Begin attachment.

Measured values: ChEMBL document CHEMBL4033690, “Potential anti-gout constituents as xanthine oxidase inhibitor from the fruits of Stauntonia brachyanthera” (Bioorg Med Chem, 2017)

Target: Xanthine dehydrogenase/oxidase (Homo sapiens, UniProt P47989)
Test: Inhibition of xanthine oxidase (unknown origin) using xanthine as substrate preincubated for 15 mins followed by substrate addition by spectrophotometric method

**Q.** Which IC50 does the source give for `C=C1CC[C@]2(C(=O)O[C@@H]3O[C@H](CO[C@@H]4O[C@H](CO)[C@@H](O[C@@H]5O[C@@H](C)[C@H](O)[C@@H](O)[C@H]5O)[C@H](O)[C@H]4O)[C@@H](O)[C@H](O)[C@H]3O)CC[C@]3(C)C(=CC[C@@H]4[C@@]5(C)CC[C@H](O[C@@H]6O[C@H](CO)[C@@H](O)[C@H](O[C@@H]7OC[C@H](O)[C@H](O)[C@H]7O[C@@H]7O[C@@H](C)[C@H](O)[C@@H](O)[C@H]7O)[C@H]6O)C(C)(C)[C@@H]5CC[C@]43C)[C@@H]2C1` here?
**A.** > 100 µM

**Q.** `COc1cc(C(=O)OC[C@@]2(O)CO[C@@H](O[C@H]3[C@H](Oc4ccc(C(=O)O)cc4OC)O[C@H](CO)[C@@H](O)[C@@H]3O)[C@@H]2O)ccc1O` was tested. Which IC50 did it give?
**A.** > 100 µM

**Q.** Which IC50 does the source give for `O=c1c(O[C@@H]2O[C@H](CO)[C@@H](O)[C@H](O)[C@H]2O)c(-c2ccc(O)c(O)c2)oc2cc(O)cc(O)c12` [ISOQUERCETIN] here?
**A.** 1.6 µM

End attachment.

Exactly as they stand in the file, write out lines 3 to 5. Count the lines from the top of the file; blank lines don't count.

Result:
Test: Inhibition of xanthine oxidase (unknown origin) using xanthine as substrate preincubated for 15 mins followed by substrate addition by spectrophotometric method

**Q.** Which IC50 does the source give for `C=C1CC[C@]2(C(=O)O[C@@H]3O[C@H](CO[C@@H]4O[C@H](CO)[C@@H](O[C@@H]5O[C@@H](C)[C@H](O)[C@@H](O)[C@H]5O)[C@H](O)[C@H]4O)[C@@H](O)[C@H](O)[C@H]3O)CC[C@]3(C)C(=CC[C@@H]4[C@@]5(C)CC[C@H](O[C@@H]6O[C@H](CO)[C@@H](O)[C@H](O[C@@H]7OC[C@H](O)[C@H](O)[C@H]7O[C@@H]7O[C@@H](C)[C@H](O)[C@@H](O)[C@H]7O)[C@H]6O)C(C)(C)[C@@H]5CC[C@]43C)[C@@H]2C1` here?
**A.** > 100 µM